It’s not surprising that Maryland- based Navy Friends Inc., owner of the former Ohio Leather Works site in Girard, continues to thumb its nose at the city, and now the state of Ohio. It has been doing that for almost two decades.
Thus, we should be forgiven for not being impressed with the Ohio Attorney General’s attempt to facilitate a negotiated settlement between Navy Friends and Girard.
The facts are clear, as they have been since 1995 when Navy Friends bought the 27-acre property — 24 years after Ohio Leather Works closed its doors because of being unable to compete with cheap foreign imports of leather products. An arson fire gutted the building several months after the purchase.
Because the company failed to clean up the fire-damaged structure, the city was forced to do so for safety reasons. It billed the owner for the $75,000 cost of demolition, but had trouble collecting — even with a court order.
The Ohio Attorney General’s Office must not ignore the history of this case as it offers Girard representatives an “opportunity to participate in settlement discussions.”
Time to get tough
State lawyers must make it clear to Navy Friends officials that this is not a negotiating session in which both parties have equal standing. They should also make it known that the company’s failure to address the violations and findings issued by the Ohio Environmental Protection Agency will result in a lawsuit.
After the fire, the city worked with the Ohio EPA in negotiating with the property owner on buying the land, but those talks stalled.
In January of this year, Mayor James Melfi said he wanted to begin foreclosure proceedings so the city could obtain the land. He speculated that the owners would not pay the $75,000 cost of cleaning up the debris from the fire because the site has major environmental problems.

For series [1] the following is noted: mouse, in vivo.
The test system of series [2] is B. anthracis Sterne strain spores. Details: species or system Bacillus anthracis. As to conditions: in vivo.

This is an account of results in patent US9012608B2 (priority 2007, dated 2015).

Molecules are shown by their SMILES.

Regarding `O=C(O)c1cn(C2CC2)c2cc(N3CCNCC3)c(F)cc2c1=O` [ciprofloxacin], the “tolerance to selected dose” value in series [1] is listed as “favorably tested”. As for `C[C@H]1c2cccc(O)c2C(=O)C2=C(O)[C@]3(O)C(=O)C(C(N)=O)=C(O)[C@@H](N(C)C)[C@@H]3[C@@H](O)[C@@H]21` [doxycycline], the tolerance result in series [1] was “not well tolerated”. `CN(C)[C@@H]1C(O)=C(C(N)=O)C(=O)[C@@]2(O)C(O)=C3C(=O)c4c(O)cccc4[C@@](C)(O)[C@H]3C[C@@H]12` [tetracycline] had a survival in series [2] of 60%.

Since 1998, the Ohio EPA has found numerous hazardous waste violations, including traces of hexavalent chromium, the chemical used on leather.
Ohio Leather Works operated on the site along Route 422 for more than 70 years. The plant took skin hides from stockyards in Chicago and turned them into leather apparel.
When the Maryland investors bought the plant and land, they talked about building an apartment complex.
The great unknowns
The cost of the environmental cleanup of the property has not been revealed. Indeed, at the beginning of the year, Andrew Kocher, an EPA site coordinator, said the agency did not know the extent of the contamination.
“We don’t know what’s underneath the building,” Kocher said.
Whatever it is, the owner must be held responsible for making the site environmentally sound.
The OEPA in May asked the Attorney General’s Office to file a lawsuit against Navy Friends Inc, and Berk Realty for failing to address the violations and findings that had been presented by the agency.
“They did not fully comply with our orders, so we sent it to the attorney general’s office,” an EPA spokesman told The Vindicator recently. Such an admission shows why it’s time to bring the hammer down on Navy Friends Inc.
The 27 acres along one of Girard’s main thoroughfares has been lying dormant for far too long. Mayor Melfi has said he wants the property to be cleaned up environmentally so it can be developed again.
The Maryland-based owner must not be allowed to get away with thumbing its nose at the city and the state.